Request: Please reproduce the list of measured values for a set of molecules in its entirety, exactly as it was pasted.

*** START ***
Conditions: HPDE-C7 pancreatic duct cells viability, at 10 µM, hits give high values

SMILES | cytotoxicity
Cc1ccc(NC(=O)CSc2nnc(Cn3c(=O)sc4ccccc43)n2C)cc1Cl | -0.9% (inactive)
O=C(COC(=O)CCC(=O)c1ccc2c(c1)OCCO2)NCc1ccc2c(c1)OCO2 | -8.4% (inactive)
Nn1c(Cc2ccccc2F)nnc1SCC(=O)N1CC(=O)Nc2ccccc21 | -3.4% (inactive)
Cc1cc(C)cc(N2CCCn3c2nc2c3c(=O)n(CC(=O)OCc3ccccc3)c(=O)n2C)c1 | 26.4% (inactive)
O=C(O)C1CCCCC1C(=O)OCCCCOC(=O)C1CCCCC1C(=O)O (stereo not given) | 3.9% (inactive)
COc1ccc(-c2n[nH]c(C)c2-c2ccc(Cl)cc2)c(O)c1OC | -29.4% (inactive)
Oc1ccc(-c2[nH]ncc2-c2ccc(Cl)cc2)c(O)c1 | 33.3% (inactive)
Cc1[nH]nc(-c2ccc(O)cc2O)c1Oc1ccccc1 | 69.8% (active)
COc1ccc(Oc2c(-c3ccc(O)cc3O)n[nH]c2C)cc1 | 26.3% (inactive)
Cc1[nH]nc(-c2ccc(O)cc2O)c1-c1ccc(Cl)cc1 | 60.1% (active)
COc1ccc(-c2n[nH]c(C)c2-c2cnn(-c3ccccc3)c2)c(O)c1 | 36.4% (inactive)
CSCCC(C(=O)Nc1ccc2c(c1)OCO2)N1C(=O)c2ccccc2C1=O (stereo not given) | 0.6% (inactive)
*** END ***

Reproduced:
Conditions: HPDE-C7 pancreatic duct cells viability, at 10 µM, hits give high values

SMILES | cytotoxicity
Cc1ccc(NC(=O)CSc2nnc(Cn3c(=O)sc4ccccc43)n2C)cc1Cl | -0.9% (inactive)
O=C(COC(=O)CCC(=O)c1ccc2c(c1)OCCO2)NCc1ccc2c(c1)OCO2 | -8.4% (inactive)
Nn1c(Cc2ccccc2F)nnc1SCC(=O)N1CC(=O)Nc2ccccc21 | -3.4% (inactive)
Cc1cc(C)cc(N2CCCn3c2nc2c3c(=O)n(CC(=O)OCc3ccccc3)c(=O)n2C)c1 | 26.4% (inactive)
O=C(O)C1CCCCC1C(=O)OCCCCOC(=O)C1CCCCC1C(=O)O (stereo not given) | 3.9% (inactive)
COc1ccc(-c2n[nH]c(C)c2-c2ccc(Cl)cc2)c(O)c1OC | -29.4% (inactive)
Oc1ccc(-c2[nH]ncc2-c2ccc(Cl)cc2)c(O)c1 | 33.3% (inactive)
Cc1[nH]nc(-c2ccc(O)cc2O)c1Oc1ccccc1 | 69.8% (active)
COc1ccc(Oc2c(-c3ccc(O)cc3O)n[nH]c2C)cc1 | 26.3% (inactive)
Cc1[nH]nc(-c2ccc(O)cc2O)c1-c1ccc(Cl)cc1 | 60.1% (active)
COc1ccc(-c2n[nH]c(C)c2-c2cnn(-c3ccccc3)c2)c(O)c1 | 36.4% (inactive)
CSCCC(C(=O)Nc1ccc2c(c1)OCO2)N1C(=O)c2ccccc2C1=O (stereo not given) | 0.6% (inactive)